|Abstract as per original application
In 1842, Hong Kong Island was ceded to Britain under the Treaty of Nanking. British Admiralty law began to be enforced in the Crown Colony under the Vice-Admiralty Courts Act 1863 and the Colonial Courts of Admiralty Act 1890. The Treaty of Nanking also established five treaty ports at Shanghai, Guangzhou, Ningbo, Fuzhou and Xiamen. The British Supreme Court for China was established in Shanghai in 1865. It had the jurisdiction to apply the British Admiralty law and commercial law to resolve a whole range of shipping disputes concerning maritime, insurance and commercial matters. The Judicial Committee of the Privy Council in Britain heard appeals from the Hong Kong Supreme Court and the British Supreme Court for China.
In this project, we will review a significant number of reported legal cases together with correspondence and private papers found in original legal archives. The applicable British legislation such as the Merchant Shipping Act (1854), Bill of Lading Act (1855), Bill of Exchange Act (1882), Sale of Goods Act (1893) and Marine Insurance Act (1906) will also be examined to see how they filled a legal vacuum caused by the scanty and primitive coverage of these important legal principles in the Great Qing Legal Code (1644-1912).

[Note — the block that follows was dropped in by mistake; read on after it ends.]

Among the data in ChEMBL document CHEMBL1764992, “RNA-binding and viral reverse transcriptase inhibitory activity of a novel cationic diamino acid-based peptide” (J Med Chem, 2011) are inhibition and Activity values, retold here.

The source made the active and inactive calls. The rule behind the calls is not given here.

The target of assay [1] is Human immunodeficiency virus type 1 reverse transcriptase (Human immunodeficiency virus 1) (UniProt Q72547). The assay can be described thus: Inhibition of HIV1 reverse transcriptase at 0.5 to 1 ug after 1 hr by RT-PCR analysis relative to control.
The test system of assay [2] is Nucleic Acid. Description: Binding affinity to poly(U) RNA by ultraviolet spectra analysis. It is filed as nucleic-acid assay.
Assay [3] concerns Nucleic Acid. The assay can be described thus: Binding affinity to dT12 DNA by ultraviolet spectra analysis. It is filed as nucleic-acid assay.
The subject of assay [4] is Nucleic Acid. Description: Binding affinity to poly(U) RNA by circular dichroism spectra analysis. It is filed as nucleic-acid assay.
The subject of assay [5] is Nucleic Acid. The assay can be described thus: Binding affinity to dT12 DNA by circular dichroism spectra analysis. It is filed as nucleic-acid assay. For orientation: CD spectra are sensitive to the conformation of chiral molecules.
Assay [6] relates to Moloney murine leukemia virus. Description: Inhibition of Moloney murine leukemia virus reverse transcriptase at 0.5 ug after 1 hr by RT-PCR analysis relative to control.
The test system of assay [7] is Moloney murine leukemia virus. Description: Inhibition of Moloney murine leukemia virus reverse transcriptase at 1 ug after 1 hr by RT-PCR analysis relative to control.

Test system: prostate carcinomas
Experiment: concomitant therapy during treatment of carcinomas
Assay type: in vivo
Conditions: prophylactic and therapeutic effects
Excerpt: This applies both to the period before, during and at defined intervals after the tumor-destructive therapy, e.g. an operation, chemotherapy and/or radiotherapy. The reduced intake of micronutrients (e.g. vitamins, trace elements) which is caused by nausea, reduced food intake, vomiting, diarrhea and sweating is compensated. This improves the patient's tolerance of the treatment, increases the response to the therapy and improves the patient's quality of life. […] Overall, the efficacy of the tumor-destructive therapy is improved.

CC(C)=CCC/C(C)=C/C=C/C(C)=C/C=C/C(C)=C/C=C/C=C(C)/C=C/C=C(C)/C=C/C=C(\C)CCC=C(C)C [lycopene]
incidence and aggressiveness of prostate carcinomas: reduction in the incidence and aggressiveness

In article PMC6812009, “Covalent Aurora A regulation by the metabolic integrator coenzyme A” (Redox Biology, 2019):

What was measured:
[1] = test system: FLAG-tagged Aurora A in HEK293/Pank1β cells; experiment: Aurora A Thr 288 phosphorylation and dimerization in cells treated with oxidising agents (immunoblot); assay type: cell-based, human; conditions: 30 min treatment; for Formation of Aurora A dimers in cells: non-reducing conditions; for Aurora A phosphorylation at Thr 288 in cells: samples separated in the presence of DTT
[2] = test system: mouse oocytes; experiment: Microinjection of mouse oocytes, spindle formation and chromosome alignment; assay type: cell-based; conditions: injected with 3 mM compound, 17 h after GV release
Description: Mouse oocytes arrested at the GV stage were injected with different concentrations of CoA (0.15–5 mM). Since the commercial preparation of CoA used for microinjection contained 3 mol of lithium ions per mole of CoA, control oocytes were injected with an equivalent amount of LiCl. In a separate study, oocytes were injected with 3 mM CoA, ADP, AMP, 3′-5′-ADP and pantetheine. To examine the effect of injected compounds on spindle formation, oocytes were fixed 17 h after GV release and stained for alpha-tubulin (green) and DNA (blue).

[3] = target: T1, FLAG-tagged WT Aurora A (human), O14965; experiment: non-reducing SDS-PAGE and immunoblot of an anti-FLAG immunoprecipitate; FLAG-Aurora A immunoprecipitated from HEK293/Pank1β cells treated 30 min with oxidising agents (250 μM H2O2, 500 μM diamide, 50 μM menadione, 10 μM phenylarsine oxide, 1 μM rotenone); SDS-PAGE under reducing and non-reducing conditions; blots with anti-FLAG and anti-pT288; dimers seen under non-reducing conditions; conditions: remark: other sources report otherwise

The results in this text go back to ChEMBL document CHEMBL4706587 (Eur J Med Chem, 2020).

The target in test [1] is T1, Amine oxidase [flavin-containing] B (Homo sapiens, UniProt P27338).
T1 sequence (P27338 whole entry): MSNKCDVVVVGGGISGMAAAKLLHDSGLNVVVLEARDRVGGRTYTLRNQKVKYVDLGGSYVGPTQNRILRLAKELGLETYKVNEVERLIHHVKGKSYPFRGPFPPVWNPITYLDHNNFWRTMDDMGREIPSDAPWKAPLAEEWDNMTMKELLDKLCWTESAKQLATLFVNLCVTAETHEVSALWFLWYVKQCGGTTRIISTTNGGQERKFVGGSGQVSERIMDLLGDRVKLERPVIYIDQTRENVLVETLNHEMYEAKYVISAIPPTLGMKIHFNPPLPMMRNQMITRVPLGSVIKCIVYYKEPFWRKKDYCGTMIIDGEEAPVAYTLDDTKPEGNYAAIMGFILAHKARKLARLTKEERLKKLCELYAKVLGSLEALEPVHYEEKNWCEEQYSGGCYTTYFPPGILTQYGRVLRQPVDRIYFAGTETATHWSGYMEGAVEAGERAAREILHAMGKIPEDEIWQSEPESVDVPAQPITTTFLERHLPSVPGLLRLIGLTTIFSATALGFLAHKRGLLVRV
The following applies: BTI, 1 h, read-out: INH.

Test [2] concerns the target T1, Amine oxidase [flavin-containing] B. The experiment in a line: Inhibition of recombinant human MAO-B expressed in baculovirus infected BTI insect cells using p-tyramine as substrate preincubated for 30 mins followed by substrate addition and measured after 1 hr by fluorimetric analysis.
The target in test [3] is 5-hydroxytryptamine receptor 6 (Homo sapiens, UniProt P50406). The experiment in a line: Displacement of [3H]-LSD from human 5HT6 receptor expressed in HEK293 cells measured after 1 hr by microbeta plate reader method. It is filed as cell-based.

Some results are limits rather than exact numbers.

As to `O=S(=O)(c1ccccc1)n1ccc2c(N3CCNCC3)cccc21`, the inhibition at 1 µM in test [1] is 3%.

We will trace the establishment and administration of British Admiralty law in Hong Kong and other treaty ports, and test the hypothesis that the application of British Admiralty law contributed significantly to the removal of the risks, barriers and uncertainties encountered by foreign merchants trading with China. We argue that the original founding purpose of Hong Kong and the treaty ports in the 19th century was to reduce international trade risks for the British Empire and its merchants.
This project will advance our understanding of the role played by British Admiralty law in shaping the economic development of modern China as free trade began to flourish along with China’s opening up to the outside world. This project will also allow scholars to better comprehend the complex history of the Sino-British economic relations and British colonial justice in general.